The government’s stimulus, she says, has been effective. She feels the government's actions are paying off.
There is a change of guard at industry body ASSOCHAM. Piramal Healthcare’s Director Swati Piramal has taken charge as the first lady-President of the apex chamber. Piramal replaces JSW Steel's Sajjan Jindal. So, what will be ASSOCHAM’s focus areas under the new President?
Swati Piramal, President, ASSOCHAM, and Director, Piramal Healthcare , has a four point agenda ‑ to look at youth and re-energising youth, to look at earth technologies, to look at health, which is a much neglected sector, and last but not least growth how to get growth across all the sectors.
The government’s stimulus, she says, has been effective. She feels the government's actions are paying off. "The good news for the Indian economy is that the stimulus package is working. The government has done all the right things. We are really climbing back. I think as a Chamber we are concerned about two major financial initiatives next year. One will be GST, which is going to be implemented 2010, and then the Direct Tax Code in 2011. All our experts are working and looking at the fine print."
According to Piramal, ASSOCHAM is concerned about the government's decision to tax assets, levy MAT (Minimum Alternate Tax) on even loss making companies, idea of partial control, and Goods and Services Tax (GST). "With direct tax we are concerned with two major things. We are looking at taxing of assets because that s a new thing which no other country in the world has done. We are just wondering how and why is it happening. Secondly, MAT even on loss making companies. This idea of partial control is also an issue. So, there are four or five issues in the direct tax code which we brought to the FM and to the Vigyan Bhavan two days ago. The GST is really the execution or implementation. Everybody agrees it is the best thing but we have to implement and execute it really well."
Here is a verbatim transcript of the exclusive interview with Swati Piramal on CNBC-TV18. Also see the accompanying video.
Q: What are you planning to do to reshape the agenda of the ASSOCHAM?
A: I am privileged to serve as Associated Chambers of Commerce and Industry of India’s (ASSOCHAM) President. I am first woman President in more than 90 years. I have made a four point agenda, (1) to look at youth and reenergising youth (2) to look at earth technologies, (3) to look at health, which is a much neglected sector, and last but not the least growth. How to get growth across all the sectors? So, these are the four sectors that I am going to focus on this year.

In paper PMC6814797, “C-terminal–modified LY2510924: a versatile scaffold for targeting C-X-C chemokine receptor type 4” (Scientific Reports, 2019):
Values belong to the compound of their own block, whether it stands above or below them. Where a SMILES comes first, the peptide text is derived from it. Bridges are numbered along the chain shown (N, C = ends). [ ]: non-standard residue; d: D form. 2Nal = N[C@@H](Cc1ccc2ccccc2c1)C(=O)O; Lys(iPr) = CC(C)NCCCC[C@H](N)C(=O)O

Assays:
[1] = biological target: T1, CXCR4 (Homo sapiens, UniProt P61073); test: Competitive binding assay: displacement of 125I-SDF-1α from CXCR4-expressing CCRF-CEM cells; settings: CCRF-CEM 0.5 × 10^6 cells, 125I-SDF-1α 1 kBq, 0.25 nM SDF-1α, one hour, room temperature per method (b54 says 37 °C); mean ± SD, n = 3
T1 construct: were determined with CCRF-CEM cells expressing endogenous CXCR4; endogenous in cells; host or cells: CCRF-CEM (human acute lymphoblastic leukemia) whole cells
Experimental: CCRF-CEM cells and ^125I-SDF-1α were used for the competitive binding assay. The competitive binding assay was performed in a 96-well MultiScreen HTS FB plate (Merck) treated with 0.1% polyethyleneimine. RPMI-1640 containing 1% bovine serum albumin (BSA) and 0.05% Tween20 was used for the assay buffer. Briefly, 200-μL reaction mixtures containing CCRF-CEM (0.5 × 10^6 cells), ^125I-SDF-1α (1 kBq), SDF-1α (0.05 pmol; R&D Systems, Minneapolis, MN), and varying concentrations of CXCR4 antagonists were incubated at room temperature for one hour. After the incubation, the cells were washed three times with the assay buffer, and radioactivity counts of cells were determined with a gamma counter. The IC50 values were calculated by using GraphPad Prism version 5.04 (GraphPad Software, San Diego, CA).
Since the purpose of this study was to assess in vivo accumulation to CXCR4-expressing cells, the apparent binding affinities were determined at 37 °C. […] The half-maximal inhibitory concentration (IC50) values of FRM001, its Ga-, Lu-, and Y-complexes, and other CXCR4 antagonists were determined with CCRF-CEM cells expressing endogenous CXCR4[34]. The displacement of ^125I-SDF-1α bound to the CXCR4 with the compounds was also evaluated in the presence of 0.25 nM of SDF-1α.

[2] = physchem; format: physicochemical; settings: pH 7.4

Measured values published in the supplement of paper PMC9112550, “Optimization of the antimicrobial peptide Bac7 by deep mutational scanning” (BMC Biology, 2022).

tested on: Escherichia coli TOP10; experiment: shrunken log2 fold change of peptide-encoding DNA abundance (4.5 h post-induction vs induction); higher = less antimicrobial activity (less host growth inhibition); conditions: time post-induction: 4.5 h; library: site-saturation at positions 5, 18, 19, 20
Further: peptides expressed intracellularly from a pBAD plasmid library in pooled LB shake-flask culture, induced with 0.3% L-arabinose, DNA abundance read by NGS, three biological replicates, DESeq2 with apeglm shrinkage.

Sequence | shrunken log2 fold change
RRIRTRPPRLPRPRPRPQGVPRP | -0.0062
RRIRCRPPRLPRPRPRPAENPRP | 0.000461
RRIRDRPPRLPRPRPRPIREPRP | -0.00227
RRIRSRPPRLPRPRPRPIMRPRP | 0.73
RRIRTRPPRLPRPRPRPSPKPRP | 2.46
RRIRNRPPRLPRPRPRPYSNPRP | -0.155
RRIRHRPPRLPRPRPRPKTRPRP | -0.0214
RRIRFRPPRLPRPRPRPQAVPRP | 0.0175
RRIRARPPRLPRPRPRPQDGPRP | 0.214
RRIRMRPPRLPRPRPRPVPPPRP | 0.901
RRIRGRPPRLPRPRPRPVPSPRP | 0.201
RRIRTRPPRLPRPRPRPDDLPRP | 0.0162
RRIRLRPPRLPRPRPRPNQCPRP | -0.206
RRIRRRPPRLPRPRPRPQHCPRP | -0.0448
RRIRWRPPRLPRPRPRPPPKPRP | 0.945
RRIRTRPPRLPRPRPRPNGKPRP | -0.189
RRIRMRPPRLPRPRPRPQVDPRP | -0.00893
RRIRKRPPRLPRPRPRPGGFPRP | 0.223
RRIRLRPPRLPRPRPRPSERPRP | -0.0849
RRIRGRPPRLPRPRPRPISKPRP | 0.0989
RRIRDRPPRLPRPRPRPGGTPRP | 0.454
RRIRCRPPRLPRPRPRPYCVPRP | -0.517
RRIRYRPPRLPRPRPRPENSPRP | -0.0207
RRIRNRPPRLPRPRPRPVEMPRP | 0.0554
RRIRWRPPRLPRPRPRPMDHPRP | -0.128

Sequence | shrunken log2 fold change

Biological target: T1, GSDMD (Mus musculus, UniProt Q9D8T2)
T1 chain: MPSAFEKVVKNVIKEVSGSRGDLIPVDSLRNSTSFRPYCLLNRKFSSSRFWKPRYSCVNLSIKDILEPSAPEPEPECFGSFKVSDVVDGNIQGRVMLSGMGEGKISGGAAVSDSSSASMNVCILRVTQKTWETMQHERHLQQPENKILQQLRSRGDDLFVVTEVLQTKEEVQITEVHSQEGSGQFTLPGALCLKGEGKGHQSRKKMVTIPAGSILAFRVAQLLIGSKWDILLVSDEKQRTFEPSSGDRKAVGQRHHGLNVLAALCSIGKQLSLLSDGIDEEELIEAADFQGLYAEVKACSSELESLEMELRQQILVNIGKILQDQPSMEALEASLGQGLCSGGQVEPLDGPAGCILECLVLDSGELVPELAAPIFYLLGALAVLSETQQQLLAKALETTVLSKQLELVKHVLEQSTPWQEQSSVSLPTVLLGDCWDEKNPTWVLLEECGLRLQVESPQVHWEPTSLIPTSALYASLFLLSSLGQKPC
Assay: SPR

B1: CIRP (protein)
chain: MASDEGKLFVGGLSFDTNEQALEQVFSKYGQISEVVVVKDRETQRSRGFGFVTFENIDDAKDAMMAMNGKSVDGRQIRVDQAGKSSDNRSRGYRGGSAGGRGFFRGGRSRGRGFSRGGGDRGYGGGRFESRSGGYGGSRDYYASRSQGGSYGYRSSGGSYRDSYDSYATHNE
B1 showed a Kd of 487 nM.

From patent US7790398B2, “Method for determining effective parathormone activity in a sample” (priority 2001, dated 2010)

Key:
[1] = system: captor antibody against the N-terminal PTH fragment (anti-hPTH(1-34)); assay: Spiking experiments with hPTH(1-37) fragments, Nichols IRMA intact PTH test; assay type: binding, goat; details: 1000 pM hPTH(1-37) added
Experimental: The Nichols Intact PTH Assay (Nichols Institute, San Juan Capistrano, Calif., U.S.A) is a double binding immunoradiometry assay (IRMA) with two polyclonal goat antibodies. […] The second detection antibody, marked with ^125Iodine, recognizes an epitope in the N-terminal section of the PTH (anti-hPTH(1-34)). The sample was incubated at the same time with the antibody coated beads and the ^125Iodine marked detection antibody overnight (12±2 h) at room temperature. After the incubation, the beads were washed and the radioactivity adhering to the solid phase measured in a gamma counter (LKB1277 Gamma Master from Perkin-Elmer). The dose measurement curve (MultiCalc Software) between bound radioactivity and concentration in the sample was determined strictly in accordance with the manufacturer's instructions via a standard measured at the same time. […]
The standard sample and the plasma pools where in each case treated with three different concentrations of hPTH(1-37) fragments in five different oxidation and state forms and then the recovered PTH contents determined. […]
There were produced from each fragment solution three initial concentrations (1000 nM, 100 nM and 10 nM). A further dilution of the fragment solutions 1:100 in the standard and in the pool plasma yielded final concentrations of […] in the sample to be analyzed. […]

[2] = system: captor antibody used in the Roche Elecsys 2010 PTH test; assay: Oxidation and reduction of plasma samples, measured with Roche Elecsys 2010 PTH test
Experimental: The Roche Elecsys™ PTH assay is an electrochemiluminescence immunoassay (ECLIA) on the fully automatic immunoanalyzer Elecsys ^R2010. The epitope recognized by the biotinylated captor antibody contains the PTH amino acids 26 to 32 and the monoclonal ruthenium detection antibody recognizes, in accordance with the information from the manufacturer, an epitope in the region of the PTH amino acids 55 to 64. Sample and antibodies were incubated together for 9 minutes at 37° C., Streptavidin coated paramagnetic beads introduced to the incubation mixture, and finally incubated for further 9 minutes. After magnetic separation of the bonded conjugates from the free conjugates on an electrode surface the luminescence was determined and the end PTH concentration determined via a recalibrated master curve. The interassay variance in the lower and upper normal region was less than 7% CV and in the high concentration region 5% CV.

Q: The Indian economy is slowly and steadily coming out of the economic slowdown. In your consultation with the government what will ASSOCHAM put forth on the table?
A: It’s good news for the Indian economy that the stimulus package is working. The government has done all the right things and we are climbing back. As a chamber we are concerned about two major financial initiatives next year, one will be goods and services tax (GST) which is going to be implemented 2010 and the Direct Tax Code in 2011. All our experts are working and looking at the fine print. It’s a nice and simple and forward looking code but in the fine print there are issues and concerns raised by all the chambers and we are looking forward to a fantastic new code which makes everybody pleased so that they can quickly go forward.
Q: What are those concerns particularly on the direct tax code and on GST that you spoke about since the government has also invited feedback on both these counts?
A: In direct tax, we are concerned about two major things. One is the taxing of assets because that’s a new thing which no other country in the world has done. We are wondering how and why it’s happening. Second is minimum alternate tax (MAT) even on loss making companies. The idea of partial control is also an issue. So, there are four-five important issues in the Direct Tax Code, which we brought to the Finance Minister and Vigyan Bhavan two days ago. The GST is really about execution, implementation. Everybody agrees it’s a best thing but we have to implement and execute it well. I think we did make few mistakes in value added tax (VAT). We don’t want to repeat them. We like to execute it brilliantly.
Piramal Enter stock price
On January 30, 2015, Piramal Enterprises closed at Rs 833.55, down Rs 5.55, or 0.66 percent. The 52-week high of the share was Rs 875.00 and the 52-week low was Rs 508.00.
The company's trailing 12-month (TTM) EPS was at Rs 130.67 per share as per the quarter ended September 2014. The stock's price-to-earnings (P/E) ratio was 6.38. The latest book value of the company is Rs 528.91 per share. At current value, the price-to-book value of the company is 1.58.
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